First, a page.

Item 2004.22.4405 - Microsurgery Unit. Dan Klitsner (PROD 1982) and Max Probasco (PROD 1982) working on the model of a microsurgery unit.

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31-RG 31.02-2004.22.4405

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Microsurgery Unit. Dan Klitsner (PROD 1982) and Max Probasco (PROD 1982) working on the model of a microsurgery unit.


  • 1982 Spring (Creation)


Transparency, Slide, 35 mm

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Copyright held by Art Center College of Design (Pasadena, Calif.)

Digital materials and catalog records are made available for educational and research purposes only and cannot be reproduced, distributed, or published without written permission from Art Center College of Design.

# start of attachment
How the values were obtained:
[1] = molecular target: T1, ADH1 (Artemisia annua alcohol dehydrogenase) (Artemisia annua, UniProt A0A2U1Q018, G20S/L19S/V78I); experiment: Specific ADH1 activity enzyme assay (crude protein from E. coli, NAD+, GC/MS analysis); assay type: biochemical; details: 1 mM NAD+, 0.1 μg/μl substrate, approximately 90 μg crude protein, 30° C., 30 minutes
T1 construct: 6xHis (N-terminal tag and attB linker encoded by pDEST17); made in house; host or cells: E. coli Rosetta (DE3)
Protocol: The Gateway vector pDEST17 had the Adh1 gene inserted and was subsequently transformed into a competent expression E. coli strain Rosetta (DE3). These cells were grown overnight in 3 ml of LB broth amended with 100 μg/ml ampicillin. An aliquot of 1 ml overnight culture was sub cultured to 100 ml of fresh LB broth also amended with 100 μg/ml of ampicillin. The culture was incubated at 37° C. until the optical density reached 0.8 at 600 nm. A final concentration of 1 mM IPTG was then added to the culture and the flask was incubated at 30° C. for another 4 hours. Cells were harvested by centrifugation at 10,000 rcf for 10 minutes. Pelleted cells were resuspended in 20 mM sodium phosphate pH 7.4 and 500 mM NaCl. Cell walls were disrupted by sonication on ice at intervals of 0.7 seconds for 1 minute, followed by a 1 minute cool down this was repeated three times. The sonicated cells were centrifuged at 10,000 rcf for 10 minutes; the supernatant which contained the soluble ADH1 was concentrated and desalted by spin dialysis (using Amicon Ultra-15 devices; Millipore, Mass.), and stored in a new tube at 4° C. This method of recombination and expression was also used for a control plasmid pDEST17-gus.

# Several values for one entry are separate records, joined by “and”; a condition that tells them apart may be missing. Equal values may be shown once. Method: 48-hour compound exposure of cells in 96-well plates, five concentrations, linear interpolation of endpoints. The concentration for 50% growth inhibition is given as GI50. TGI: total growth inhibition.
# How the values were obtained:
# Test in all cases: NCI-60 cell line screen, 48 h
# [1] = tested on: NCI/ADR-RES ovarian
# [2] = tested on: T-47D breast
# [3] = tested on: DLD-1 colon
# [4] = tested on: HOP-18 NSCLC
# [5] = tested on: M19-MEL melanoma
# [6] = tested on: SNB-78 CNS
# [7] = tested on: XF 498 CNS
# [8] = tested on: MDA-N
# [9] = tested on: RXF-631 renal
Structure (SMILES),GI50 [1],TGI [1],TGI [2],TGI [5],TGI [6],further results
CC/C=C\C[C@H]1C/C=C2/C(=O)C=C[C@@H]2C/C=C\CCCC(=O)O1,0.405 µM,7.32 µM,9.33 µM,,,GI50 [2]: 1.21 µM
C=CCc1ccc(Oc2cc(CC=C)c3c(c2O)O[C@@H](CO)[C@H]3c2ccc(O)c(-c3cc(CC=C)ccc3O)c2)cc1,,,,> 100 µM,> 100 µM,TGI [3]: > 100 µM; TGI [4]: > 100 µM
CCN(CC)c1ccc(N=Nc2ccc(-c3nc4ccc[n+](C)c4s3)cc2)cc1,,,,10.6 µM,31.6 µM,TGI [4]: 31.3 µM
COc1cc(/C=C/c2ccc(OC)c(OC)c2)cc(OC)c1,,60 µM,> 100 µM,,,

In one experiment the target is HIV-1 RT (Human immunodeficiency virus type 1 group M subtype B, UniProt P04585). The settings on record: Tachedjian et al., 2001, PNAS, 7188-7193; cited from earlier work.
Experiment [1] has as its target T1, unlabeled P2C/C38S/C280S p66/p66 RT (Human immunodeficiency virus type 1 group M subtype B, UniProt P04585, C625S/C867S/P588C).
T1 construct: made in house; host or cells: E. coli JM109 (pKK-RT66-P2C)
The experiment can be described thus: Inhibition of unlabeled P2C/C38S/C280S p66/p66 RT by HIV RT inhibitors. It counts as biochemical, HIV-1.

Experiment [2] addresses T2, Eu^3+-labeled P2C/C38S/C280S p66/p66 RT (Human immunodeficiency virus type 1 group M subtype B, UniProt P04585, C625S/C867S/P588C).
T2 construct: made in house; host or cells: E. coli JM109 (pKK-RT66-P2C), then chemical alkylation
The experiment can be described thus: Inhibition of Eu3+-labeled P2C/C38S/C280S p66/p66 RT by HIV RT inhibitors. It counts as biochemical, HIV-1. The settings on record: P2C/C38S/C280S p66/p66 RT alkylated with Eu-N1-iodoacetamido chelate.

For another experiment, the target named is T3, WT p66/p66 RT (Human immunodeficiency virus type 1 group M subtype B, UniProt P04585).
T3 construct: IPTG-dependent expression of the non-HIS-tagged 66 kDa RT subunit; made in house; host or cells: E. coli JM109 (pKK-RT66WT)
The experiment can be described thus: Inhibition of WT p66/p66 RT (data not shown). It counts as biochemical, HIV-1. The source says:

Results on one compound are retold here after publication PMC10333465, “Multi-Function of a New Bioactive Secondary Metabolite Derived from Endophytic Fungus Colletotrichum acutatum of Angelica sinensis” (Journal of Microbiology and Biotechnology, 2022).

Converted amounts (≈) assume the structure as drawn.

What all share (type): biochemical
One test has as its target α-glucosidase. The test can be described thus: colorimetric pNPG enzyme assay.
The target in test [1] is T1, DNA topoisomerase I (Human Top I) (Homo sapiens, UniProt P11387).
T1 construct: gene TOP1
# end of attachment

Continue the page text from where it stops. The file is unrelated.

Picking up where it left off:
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At Art Center, July 1982: This spring, Chuck Pelly's Advanced Product Design class set out to explore some new applications for today's robot technology. "This was meant as a blue-sky assignment, a stimulus to thinking," Pelly said. "But the projects turned out rather practical and realistic; most of them look feasible to put into operation too." [One of the] Two... most ambitious projects put robotics technology to medical uses. Dan Klitsner and Max Probasco designed a microsurgery unit, to be used by a pair of surgeons performing a particularly delicate procedure such as reattaching a severed finger. This unit allows them to see and "operate on" the injured area as it appears magnified many times on a TV screen. As the surgeons manipulate a set of mechanical devices, a computer translates their motions to forceps working at the minute scale necessary for sewing up tiny veins and nerves. "Usually, the point of robotics is to increase human strength; here it's to reduce it," Dan Klitsner said. "Right now, there are only about fifty people in the country who can do microsurgery. It takes unbelievable skill and steadiness of hand. A microsurgery unit like this one could make it possible for many more surgeons to master the technique."

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